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Pope Benedict and the Endless Sex Abuse Scandal

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VATICAN CITY -- A weary Pope Benedict XVI, who turns 83 on Friday, returned from a post-Easter break at the papal villa outside Rome on Wednesday but got no respite from the cascade of headlines about the clergy sexual abuse crisis. Fallout from statements on Monday by the pope's second-in-command, Cardinal Tarcisio Bertone, linking homosexuality and pedophilia, continued to provoke an uproar throughout Europe, making the front pages of many major newspapers.

While speaking to reporters during a visit to Chile, Bertone, the Vatican's Secretary of State and the No. 2 official after the pontiff, rejected charges that mandatory celibacy for priests leads to sexual abuse of children and instead linked pedophilia to homosexuality.

"Many psychologists and psychiatrists have demonstrated that there is no relation between celibacy and pedophilia," Bertone said. "But many others have demonstrated, I have been told recently, that there is a relation between homosexuality and pedophilia. That is true. That is the problem."

The statement brought angry denunciations.

"This is a scientific absurdity," Franco Grillini, a former parliamentarian and leader of Italy's gay rights movement, told Reuters. "Because they have their own problems with the abuse crisis and don't know how to handle it, they are trying to pass their 'cross' from their shoulders on to ours."

Even the French foreign ministry weighed in, calling Bertone's comments an "unacceptable linkage that we condemn."

Alessandra Mussolini, a right-wing parliamentarian and granddaughter of Fascist leader Benito Mussolini, who sent gays into internal exile, also criticized the Vatican's vice-pope:

"You can't link sexual orientation to pedophilia...this link risks becoming dangerously misleading for the protection of children."

Even other church officials were speaking out.

A spokesman for the Catholic bishops of England and Wales released a statement Wednesday rejecting Bertone's argument as unsupported by the evidence.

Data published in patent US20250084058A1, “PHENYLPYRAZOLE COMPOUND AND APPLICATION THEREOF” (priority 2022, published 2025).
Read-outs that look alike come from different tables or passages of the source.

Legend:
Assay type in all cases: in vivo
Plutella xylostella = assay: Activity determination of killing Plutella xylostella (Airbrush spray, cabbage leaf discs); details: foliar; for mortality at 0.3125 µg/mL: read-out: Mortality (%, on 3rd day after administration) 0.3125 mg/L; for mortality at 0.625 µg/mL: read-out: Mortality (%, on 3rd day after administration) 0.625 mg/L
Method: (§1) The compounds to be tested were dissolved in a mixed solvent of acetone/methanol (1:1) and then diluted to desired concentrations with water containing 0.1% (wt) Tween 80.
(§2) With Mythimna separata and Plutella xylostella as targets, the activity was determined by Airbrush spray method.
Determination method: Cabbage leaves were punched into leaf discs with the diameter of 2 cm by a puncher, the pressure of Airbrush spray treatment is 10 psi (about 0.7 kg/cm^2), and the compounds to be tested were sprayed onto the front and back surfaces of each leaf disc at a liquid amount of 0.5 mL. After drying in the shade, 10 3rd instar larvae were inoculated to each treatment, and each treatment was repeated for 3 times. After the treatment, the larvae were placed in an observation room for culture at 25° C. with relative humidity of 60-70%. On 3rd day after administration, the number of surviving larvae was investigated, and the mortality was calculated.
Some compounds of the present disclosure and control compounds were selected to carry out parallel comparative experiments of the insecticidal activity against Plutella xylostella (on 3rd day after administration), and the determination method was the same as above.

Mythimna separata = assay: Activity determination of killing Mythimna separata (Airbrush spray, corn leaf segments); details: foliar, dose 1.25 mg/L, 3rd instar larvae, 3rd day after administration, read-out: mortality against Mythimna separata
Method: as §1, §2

"The consensus among researchers is that the sexual abuse of children is not a question of sexual 'orientation', whether heterosexual or homosexual, but of a disordered attraction or 'fixation'," said Father Marcus Stock. "Many abusers of children have never developed the capacity for mature adult relationships. Instead, their sexual attractions focus on children -- boys, girls, or both. In the sexual abuse of children the issue is the sexual fixation of the abusers and not their sexual orientation."

Eventually, the Vatican's own spokesman, Father Federico Lombardi, released an unusual late afternoon clarification, saying that "Church authorities do not consider it within their competency to make general statements of a specific psychological or medical nature," but refer to studies by specialists and researchers.

Privately, many bishops and church officials outside Rome were growing exasperated with the Vatican's ongoing public relations debacle over weeks of revelations of clergy abuse of children emerging across Europe that even touch on the pope's record when he was Cardinal Joseph Ratzinger.

Vatican officials "are making pronouncements that have the same effect as pouring gas on a fire," veteran Vatican-watcher Andrea Tornielli wrote in Wednesday's edition of Il Giornale, a popular daily.

The whole slog seems to be taking a toll on Benedict. He has looked especially weary in recent weeks as the bad news has rolled along, and he did not appear especially energetic during his weekly public audience in St. Peter's Square on Wednesday morning. He again did not address the crisis directly -- he has not spoken publicly about the latest round of scandals since the news media began reporting them. But he also sparked speculation by announcing that with two months left in the Vatican's Year for Priests, he would begin a weekly series of talks at the Wednesday audiences on the priesthood.

At this Wednesday's audience talk, Benedict said that the priest's task is "to make present amid the confusion and disorientation of our age the light of the word of God, the light that is Christ himself."

The pontiff may have a chance to address the crisis more directly when he makes an overnight trip to heavily Catholic Malta this weekend. Lombardi, the Vatican spokesman, said Benedict is willing to meet with abuse victims but would not do so under media pressure or in a public encounter.

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